This question is not elementary given the accepted answer (it is incorrect) and the number of votes it has. You can permit a random slope on extraversion - or any between subject regressor, and there may be information in the data to estimate it.
Douglas Bates has a relevant quote on the reason for such misconceptions in his book on mixed models (http://lme4.r-forge.r-project.org/book/, chapter 2):
The blurring of mixed-effects models with the concept of multiple, hierarchical levels of variation results in an unwarranted emphasis on “levels” when defining a model and leads to considerable confusion. It is perfectly legitimate to define models having random effects associated with non-nested factors. The reasons for the emphasis on defining random effects with respect to nested factors only are that such cases do occur frequently in practice and that some of the computational methods for estimating the parameters in the models can only be easily applied to nested factors.
This is not the case for the methods used in the lme4 package. Indeed there is nothing special done for models with random effects for nested factors. When random effects are associated with multiple factors exactly the same computational methods are used whether the factors form a nested sequence or are partially crossed or are completely crossed.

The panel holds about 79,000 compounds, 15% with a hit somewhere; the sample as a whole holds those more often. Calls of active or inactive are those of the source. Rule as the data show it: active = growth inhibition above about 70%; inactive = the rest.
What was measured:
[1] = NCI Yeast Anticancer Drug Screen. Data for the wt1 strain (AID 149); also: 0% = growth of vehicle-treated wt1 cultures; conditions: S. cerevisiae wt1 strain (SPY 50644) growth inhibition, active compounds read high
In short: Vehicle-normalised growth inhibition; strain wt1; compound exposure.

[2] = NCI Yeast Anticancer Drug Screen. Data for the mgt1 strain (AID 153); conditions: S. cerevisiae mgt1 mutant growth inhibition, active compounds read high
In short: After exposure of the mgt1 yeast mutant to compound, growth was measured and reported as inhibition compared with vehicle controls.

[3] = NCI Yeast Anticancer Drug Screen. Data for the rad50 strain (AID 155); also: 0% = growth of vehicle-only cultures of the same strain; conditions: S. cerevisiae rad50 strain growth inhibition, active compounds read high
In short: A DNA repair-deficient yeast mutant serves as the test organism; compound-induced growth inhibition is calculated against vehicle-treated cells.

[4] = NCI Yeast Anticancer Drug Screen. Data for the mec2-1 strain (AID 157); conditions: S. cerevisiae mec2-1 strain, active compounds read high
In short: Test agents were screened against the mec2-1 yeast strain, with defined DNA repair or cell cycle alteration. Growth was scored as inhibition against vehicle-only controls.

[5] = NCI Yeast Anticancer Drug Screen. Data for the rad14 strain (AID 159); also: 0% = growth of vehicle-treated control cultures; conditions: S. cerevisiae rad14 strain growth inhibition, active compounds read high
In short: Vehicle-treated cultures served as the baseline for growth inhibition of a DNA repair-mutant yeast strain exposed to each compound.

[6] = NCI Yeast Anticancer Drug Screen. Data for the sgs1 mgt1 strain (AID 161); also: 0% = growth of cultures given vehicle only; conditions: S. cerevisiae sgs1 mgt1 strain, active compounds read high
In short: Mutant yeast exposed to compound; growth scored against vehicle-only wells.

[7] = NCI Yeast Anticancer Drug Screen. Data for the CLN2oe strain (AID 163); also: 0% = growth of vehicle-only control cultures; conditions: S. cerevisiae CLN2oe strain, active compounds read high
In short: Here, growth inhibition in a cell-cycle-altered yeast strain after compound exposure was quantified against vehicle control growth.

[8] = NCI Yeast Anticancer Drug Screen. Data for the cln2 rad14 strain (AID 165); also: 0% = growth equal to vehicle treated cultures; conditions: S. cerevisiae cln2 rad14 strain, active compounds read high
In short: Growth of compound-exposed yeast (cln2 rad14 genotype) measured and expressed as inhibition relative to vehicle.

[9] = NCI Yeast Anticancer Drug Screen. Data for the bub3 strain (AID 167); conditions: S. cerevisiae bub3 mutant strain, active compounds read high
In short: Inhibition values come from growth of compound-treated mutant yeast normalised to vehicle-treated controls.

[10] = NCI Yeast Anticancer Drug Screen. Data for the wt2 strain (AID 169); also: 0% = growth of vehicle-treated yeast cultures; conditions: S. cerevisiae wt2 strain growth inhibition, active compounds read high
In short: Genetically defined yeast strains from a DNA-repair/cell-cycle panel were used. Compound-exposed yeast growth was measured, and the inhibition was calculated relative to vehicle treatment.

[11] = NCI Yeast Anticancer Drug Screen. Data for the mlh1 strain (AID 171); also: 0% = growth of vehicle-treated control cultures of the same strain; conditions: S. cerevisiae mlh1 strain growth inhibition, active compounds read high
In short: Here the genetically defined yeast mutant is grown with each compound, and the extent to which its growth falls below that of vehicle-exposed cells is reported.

One of the limitations of the older formulation related to an unwarranted emphasis on levels that became known as truths for mixed effects models is, "you can't have a random slope on a between subjects (level 2) regressor". For example, the software HLM forces you to define the level of variables and does not allow you to do this.
With modern computational approaches, simply think of variables and whether you expect the effect of a variable to vary across the grouping factor, regardless of whether the variable itself varies across the grouping factor. The only reason to worry about levels would be interpretation issues (that social scientists sometimes care about), and predictor specification issues (that they care less about).